“Down with soldiers and bureaucrats, down with the whole military and police regiment! […] It is the middle-class state with its class distinction and narrow views that must go. It is, all of it, so rotten to the core that you’d have to be a mummy not to be a revolutionary”, Frida Stéenhoff writes in the play Stridbar ungdom (1906; Pugnacious Youth). The production became the first-ever pacifist theatre event in Sweden.
An explanation for this candour may be found in her own private writing situation, which certainly was very favourable. With her lower school certificate (the so-called ‘lilla studentexamen’), she had received a good education for a woman of her time, and she never had to write for a living. She succeeded in combining her work as an author with what appears to have been happy motherhood, and from her husband she received whole-hearted support in a relationship that was deeply rooted in their common interest in social reformation and women’s emancipation. Furthermore, in Sundsvall there was, alongside a middle-class public forum, a Socialist forum that greatly appreciated her. Finally, she returns, time after time, to the conviction that insightful men were joining forces with her.
On top of this comes the fact that Frida Stéenhoff made her debut as an author at a time when the taboos that surrounded female sexuality began to be broken down, and in that regard she is both a typical and a forward-looking representative of a more open discussion of this hitherto forbidden issue. In this respect, there is a kinship between herself and the most radical groups in the German women’s movement around 1900, headed by Helene Stöcker (1869-1943) and Grete Meisel-Hess (1879-1922). Frida Stéenhoff actually met the latter in Dresden in 1911 and, inspired by her, in the same year founded the Swedish chapter of the Association for the Protection of Mothers (‘Föreningen för modersskydd’). Likewise, she shared a number of interests and concerns with, for example, the liberal-minded Swedish doctor and pedagogue Anton Nyström.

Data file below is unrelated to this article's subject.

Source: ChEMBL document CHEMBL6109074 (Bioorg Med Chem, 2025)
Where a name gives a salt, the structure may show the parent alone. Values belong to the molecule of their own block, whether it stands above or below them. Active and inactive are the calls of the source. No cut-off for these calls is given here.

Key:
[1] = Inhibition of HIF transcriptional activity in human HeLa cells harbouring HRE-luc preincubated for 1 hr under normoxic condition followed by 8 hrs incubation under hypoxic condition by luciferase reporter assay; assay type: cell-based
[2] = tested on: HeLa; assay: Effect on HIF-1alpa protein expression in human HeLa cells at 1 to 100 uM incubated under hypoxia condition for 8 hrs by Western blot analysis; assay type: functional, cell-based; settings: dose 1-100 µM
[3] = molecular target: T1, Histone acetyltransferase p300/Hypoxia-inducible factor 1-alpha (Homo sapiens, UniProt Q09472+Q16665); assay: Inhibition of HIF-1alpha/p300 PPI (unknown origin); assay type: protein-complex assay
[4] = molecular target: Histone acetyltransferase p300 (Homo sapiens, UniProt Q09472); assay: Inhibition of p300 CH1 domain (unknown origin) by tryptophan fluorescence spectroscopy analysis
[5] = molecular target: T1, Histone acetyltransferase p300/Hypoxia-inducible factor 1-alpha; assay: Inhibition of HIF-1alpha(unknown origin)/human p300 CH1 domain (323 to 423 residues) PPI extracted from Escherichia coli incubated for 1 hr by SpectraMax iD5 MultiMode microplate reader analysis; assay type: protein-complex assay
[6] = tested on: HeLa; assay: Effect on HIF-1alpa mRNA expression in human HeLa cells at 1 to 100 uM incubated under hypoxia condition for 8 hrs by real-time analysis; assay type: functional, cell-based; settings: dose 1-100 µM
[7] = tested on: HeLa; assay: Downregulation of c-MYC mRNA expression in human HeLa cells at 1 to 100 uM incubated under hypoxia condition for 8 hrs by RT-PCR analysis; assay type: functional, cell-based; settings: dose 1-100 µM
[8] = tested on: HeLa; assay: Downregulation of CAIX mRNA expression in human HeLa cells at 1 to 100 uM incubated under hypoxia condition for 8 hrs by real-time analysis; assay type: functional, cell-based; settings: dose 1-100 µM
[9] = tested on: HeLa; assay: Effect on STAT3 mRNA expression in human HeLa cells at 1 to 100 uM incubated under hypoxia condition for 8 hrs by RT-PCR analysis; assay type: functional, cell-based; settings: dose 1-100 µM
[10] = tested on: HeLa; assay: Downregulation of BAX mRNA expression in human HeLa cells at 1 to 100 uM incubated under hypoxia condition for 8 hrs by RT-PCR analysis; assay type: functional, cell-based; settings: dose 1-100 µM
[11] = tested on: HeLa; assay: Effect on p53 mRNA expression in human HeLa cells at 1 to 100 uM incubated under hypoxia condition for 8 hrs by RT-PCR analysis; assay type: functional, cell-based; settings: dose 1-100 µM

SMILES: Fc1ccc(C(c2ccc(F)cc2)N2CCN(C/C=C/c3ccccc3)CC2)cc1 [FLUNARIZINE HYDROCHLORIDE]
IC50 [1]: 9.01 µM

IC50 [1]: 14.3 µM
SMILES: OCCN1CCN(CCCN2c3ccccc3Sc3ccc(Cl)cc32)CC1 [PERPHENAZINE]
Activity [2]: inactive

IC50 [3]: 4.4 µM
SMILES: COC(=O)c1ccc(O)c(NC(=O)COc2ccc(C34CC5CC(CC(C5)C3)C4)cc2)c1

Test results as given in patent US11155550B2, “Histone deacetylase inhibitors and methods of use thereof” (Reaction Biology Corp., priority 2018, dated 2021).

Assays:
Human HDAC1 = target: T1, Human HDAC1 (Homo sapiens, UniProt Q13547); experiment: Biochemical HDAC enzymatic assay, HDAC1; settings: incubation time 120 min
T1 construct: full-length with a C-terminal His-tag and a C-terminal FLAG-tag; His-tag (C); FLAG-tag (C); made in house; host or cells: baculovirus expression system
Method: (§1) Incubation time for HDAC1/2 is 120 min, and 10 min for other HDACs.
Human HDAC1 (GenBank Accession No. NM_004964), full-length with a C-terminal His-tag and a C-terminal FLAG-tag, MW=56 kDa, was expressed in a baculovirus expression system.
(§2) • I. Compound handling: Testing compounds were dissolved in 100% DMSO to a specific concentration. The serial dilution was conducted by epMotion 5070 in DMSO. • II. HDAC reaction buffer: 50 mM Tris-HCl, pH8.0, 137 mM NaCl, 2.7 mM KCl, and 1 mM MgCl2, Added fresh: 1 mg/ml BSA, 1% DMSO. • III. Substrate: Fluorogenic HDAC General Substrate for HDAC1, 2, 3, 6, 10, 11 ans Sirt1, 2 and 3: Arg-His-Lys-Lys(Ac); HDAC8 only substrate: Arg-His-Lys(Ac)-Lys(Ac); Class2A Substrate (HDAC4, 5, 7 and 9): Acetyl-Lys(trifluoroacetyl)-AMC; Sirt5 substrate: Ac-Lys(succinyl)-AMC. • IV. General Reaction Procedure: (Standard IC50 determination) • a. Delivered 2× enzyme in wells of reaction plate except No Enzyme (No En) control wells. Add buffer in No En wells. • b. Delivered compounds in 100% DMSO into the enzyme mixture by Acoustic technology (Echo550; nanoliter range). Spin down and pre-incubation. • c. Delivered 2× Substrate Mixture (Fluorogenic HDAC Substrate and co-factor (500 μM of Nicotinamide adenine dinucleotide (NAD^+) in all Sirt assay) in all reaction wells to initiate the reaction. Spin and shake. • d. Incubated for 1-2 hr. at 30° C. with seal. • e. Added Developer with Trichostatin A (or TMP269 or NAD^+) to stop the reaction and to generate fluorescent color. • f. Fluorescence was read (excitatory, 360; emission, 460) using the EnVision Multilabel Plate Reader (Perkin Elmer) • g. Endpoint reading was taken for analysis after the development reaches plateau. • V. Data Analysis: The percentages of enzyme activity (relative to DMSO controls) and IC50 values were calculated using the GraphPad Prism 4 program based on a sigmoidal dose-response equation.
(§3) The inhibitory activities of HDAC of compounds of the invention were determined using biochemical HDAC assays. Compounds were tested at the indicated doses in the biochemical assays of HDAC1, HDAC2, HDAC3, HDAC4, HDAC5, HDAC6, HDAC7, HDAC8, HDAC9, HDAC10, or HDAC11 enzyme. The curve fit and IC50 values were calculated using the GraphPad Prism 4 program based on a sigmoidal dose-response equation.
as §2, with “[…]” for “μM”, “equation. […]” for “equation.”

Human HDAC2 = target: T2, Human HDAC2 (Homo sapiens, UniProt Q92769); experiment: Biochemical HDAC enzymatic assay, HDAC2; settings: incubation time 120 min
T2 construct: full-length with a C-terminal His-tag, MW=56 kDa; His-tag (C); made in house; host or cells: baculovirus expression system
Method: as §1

Like Frida Stéenhoff, the German feminists aimed at reforming sexual morals and creating an institution to help and support mothers and their children. They emphasised the woman’s claim to both motherhood and work, and argued in favour of the woman’s right to her own body. In their view, virtue was not identical with sexual abstinence; on the contrary, they considered sexual freedom as a requirement for human dignity.
By contrast, Frida Stéenhoff differed from her friend Ellen Key with regard to the latter’s strong emphasis on motherhood as the centre of the woman’s life. This nevertheless did not prevent Ellen Key from naming Frida Stéenhoff – who has also been called “the red wife of a doctor” – a “liberator of slaves” in her fight for the woman and against moral double standards, hypocrisy, and dogmatism.
Translated by Pernille Harsting